According to Harvard Business Review, Sprint Reviews increase team productivity and employee satisfaction all while minimizing “redundant meetings, repetitive planning, excessive documentation, quality defects, and low-value product features.” 

But, to achieve these benefits you need to know how to run a Sprint Review meeting! Follow along as we demonstrate exactly how to run a Sprint Review meeting for more efficient Sprint Reviews… 

What is a Sprint Review meeting?

A Sprint Review is a meeting where the development team, the scrum master, the product owner, and the stakeholders give demos on new products created during the Sprint to determine which products are finished and which aren’t. 

Sprint Review meetings are important because they allow the development team to showcase what they developed during the Sprint. These meetings are also generally informal, avoiding PowerPoints and scripts. 

Pro tip

Use a meeting management tool like Fellow to have a collaborative meeting agenda for your sprint review meetings.

What do you do in a Sprint Review?

In Sprint Review meetings teams demo new products that they built during the Sprint. During the demos, team members will inspect the product and give feedback on how to improve it.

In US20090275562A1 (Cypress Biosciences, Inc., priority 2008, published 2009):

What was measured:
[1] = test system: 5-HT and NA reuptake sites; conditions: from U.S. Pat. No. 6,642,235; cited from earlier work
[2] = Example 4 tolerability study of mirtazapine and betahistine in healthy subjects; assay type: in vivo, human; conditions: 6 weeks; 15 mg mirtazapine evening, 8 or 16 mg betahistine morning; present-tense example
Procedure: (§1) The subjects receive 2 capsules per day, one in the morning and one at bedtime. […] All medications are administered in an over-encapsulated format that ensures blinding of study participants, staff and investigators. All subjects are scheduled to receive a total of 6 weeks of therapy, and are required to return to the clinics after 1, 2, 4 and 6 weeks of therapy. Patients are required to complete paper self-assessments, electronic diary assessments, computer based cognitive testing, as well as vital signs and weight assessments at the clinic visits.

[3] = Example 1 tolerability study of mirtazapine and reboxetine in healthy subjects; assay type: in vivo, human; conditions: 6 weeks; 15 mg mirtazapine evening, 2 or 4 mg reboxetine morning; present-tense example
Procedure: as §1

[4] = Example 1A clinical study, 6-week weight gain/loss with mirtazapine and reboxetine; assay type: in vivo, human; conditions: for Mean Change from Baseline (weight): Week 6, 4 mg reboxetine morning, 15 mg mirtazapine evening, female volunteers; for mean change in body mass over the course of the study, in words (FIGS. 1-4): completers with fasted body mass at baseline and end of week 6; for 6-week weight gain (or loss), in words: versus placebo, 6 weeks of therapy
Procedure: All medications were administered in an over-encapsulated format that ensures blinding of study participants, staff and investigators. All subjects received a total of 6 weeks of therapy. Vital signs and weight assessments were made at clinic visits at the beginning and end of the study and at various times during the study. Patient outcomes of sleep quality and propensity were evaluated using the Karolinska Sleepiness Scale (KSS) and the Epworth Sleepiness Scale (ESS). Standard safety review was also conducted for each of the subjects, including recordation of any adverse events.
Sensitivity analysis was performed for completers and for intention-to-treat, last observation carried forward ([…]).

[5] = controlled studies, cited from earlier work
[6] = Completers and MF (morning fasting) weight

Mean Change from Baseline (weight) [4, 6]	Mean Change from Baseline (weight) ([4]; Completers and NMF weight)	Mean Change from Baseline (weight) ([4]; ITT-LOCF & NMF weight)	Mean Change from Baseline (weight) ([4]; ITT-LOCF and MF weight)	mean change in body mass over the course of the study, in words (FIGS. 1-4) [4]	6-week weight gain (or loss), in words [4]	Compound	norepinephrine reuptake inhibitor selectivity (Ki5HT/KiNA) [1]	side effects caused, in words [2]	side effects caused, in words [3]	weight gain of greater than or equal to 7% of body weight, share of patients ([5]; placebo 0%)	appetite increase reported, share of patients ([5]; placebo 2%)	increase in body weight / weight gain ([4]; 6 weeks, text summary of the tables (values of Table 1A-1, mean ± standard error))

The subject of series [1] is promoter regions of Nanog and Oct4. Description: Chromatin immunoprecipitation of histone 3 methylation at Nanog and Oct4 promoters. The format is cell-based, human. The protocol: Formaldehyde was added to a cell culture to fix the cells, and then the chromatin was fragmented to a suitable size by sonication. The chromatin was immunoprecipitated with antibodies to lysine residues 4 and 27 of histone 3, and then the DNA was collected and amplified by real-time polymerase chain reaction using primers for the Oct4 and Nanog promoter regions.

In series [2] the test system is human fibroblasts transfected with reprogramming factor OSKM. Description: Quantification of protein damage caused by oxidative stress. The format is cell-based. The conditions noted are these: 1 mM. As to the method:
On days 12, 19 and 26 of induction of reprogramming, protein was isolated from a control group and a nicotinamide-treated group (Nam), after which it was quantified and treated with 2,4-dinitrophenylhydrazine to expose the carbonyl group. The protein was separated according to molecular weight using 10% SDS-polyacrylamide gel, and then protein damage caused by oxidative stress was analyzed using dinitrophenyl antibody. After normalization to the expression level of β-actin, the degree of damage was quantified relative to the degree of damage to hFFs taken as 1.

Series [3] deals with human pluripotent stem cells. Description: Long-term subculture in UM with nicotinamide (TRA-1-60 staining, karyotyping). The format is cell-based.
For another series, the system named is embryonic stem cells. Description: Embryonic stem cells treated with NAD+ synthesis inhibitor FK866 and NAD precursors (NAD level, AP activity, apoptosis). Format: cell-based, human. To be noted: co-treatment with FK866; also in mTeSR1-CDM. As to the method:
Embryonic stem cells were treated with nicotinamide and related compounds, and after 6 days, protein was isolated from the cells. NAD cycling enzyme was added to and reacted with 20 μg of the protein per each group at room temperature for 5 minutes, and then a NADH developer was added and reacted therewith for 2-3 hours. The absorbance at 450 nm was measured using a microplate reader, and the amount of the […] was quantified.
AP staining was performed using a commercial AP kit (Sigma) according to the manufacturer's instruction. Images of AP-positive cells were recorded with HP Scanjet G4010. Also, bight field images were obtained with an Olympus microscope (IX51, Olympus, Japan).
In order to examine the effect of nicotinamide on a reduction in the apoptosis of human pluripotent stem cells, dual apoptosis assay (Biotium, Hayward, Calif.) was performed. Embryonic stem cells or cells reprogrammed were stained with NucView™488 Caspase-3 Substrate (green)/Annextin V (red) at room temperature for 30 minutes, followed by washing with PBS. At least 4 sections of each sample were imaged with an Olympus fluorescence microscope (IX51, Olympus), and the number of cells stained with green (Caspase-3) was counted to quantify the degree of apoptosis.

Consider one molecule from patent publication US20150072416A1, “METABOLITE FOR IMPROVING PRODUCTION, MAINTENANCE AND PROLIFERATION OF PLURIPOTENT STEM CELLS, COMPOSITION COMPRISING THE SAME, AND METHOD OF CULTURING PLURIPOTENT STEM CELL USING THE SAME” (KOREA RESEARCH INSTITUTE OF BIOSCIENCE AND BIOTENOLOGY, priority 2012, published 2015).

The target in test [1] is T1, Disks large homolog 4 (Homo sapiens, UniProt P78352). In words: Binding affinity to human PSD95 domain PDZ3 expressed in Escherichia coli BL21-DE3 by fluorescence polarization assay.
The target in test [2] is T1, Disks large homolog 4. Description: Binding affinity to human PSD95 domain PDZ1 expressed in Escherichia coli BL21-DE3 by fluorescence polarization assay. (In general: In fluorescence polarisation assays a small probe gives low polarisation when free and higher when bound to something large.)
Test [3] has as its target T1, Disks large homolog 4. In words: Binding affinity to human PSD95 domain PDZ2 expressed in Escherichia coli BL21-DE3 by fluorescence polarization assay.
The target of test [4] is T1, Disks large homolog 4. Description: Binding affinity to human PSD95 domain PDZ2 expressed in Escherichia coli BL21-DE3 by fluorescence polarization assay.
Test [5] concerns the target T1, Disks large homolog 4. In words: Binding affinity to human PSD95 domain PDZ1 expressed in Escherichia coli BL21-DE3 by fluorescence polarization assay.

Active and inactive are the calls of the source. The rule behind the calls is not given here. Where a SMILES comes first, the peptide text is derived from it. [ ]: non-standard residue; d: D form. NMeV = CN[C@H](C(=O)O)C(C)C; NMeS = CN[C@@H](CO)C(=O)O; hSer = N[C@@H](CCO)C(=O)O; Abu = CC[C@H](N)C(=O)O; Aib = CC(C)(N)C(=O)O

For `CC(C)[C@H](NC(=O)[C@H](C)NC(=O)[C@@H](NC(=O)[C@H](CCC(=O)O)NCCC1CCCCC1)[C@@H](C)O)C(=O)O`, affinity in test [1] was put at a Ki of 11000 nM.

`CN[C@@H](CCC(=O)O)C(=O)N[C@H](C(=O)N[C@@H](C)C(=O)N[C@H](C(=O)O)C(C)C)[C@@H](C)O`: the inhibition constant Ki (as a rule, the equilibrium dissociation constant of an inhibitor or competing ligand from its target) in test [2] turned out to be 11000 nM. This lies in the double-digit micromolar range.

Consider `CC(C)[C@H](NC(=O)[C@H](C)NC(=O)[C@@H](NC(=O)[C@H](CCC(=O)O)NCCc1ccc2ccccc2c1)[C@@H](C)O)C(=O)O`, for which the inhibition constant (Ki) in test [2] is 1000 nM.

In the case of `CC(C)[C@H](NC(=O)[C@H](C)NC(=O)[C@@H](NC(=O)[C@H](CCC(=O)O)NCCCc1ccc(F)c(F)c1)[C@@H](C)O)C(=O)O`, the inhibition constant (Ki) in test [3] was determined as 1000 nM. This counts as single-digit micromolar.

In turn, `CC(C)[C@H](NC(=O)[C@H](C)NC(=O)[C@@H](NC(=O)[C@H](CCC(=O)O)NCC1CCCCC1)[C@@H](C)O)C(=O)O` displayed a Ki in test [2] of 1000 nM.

Each Sprint will produce a lot of valuable products and help your team get better for the next Sprint. Learning from experience is the best way to grow! So, take this opportunity to be proud of what you have produced and showcase it to your team members.

“Your team will accomplish a ton in every sprint, but the knock-on effects — the confidence of knowing you’re on the right road — are even more powerful.” 

John Zeratsky, Harvard Business Review Contributor. 

How long is a Sprint Review meeting?

Nobody likes long meetings, no matter how interesting they are! Sprint Review meetings should follow this same principle, maxing out at four hours. Now, four hours is LONG, so don’t feel like you need to fill time. 

A good practice to follow is to allot time on a meeting agenda to everything that needs to be covered (for example, introduction, demo, feedback, etc.) to avoid painfully long meetings. At the same time, be cautious not to rush your team members while they are showcasing their hard work. 

It is typically the Scrum Master’s responsibility to run the meeting, therefore they are responsible for watching the time or allotting a timekeeper. 

How to facilitate a sprint review meeting [agenda]

So, now that you know what a Sprint Review meeting is, who to invite, and how long it will take, it’s time to learn how to facilitate it…

As you could probably guess, you’re going to need to use a meeting agenda template! Your meeting agenda should include the following things:

1 Sprint goals

Before the Sprint, your team should have a Sprint Planning meeting where you will set Sprint Goals. These are goals that your team wants to achieve in the upcoming Sprint.

So, during your Sprint Review meeting, it is a good idea to remind everyone of the Sprint Goals to inspect the outcome of the Sprint. This will also help keep teams accountable for achieving set goals.